- Flexibility: If your son receives a full scholarship or decides not to attend college, you can change the beneficiary to another family member, such as a sibling, stepsibling or even yourself. In addition, recent tax reform expands the reach of 529 plans: in addition to paying for higher education, states may now allow people to take up to $10,000 per year from a 529 account to pay for tuition at private or religious K-12 schools. On top of that, anyone can contribute, so a 529 presents a great opportunity for grandparents to support their grandchild’s future.
Custodial brokerage accounts
A custodial account is another option. This is an investment account in your son’s name that you set up and manage on his behalf until he reaches adulthood. One advantage is that it has fewer restrictions than a 529 plan. For example, you can make withdrawals at any time without penalty, so long as the money benefits the beneficiary, and there are no lifetime limits on contributions. The tax advantages, however, are few.
As with a 529, in 2018 you can contribute up to $15,000 ($30,000 per couple) to a custodial account without incurring the gift tax. But you’re only exempt from taxes on the first $1,050 of earnings per year. The next $1,050 to $2,100 is taxed at the child’s rate (often 10 percent—the lowest income tax bracket), and anything over $2,100 is taxed at the parents’ ordinary income tax rate.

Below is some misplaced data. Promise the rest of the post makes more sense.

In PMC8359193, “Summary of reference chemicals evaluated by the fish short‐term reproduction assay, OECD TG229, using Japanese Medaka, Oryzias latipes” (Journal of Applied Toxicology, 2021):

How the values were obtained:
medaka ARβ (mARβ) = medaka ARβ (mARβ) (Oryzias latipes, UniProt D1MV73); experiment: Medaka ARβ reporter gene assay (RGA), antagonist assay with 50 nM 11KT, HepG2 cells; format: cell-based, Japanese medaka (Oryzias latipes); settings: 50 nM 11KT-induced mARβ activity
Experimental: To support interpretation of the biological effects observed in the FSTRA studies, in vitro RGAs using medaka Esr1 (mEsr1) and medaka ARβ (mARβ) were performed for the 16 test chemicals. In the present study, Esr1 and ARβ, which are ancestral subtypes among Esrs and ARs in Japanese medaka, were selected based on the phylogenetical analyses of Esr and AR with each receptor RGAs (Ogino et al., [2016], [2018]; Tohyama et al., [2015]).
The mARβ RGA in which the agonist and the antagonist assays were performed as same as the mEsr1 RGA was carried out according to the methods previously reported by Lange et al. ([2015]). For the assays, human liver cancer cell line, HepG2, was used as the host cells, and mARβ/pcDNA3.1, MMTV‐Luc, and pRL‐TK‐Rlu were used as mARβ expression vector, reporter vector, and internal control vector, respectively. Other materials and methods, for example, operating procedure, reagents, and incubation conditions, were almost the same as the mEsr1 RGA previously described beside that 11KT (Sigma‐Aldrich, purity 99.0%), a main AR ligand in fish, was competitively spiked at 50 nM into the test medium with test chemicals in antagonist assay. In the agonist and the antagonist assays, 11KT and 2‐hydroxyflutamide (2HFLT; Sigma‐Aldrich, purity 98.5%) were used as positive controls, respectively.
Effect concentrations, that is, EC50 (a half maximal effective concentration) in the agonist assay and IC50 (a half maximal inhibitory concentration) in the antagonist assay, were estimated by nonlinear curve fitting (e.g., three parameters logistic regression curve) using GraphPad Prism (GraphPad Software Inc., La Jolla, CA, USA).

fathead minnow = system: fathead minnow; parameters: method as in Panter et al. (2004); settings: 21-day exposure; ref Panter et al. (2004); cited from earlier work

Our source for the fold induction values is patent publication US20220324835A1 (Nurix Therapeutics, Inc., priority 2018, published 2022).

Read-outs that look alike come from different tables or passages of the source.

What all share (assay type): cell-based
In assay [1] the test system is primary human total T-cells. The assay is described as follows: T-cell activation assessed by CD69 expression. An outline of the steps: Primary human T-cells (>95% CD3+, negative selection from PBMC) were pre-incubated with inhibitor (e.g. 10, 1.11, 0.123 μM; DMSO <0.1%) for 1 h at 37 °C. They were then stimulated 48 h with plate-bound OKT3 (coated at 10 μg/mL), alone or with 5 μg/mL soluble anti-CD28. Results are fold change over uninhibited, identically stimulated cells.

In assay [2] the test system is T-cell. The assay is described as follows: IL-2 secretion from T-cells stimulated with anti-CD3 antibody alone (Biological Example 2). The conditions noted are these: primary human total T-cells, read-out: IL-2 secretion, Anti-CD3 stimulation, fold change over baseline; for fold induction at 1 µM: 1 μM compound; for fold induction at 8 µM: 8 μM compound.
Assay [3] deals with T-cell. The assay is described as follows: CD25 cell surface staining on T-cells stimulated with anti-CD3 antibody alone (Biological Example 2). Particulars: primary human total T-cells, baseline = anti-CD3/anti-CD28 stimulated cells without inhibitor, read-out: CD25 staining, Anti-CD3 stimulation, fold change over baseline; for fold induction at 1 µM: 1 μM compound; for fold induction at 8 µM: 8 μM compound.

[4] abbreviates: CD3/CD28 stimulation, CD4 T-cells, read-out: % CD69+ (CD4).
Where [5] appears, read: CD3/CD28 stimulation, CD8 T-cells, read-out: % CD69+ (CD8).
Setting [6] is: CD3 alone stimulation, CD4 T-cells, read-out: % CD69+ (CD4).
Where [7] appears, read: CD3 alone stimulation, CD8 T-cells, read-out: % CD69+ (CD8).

More important, a custodial account is an irrevocable gift, which means the money becomes your child’s property once he reaches your state’s “age of majority” (usually 18 or 21). So, it’s a bit of a risk: Your son may spend the money on college, as intended, or he could choose something completely different!
There's also a potential financial aid disadvantage. Because the accounts are considered a student asset, they’ll be factored into the EFC at the higher rate of 20%.
Don’t neglect retirement
Before saving anything for your child’s college, make sure you’re contributing the maximum to your 401(k) or other retirement accounts.
I recently read in a Sallie Mae report that 20 percent of parents who had retirement funds were planning to use them to pay for their children’s college, while another 19 percent said they would do so if necessary. I think this is a mistake for two reasons. First, you may be subject to taxes on the withdrawal, plus a 10 percent penalty. Worse, you might jeopardize your retirement.
As parents, it’s natural to want to put our children first. But you can use loans or other strategies to pay for your child’s education. You can’t get a loan for retirement. So, as important as college is, our retirement should always come first. Think of it as another way of taking care of our children, by ensuring we’re financially independent once we’re no longer working.
In any case, I encourage you to carefully review all of your options, keeping in mind what’s best for you and your son. And congratulations again for thinking about this now. By starting to save for your son’s education early, you’re giving him a gift that will last a lifetime.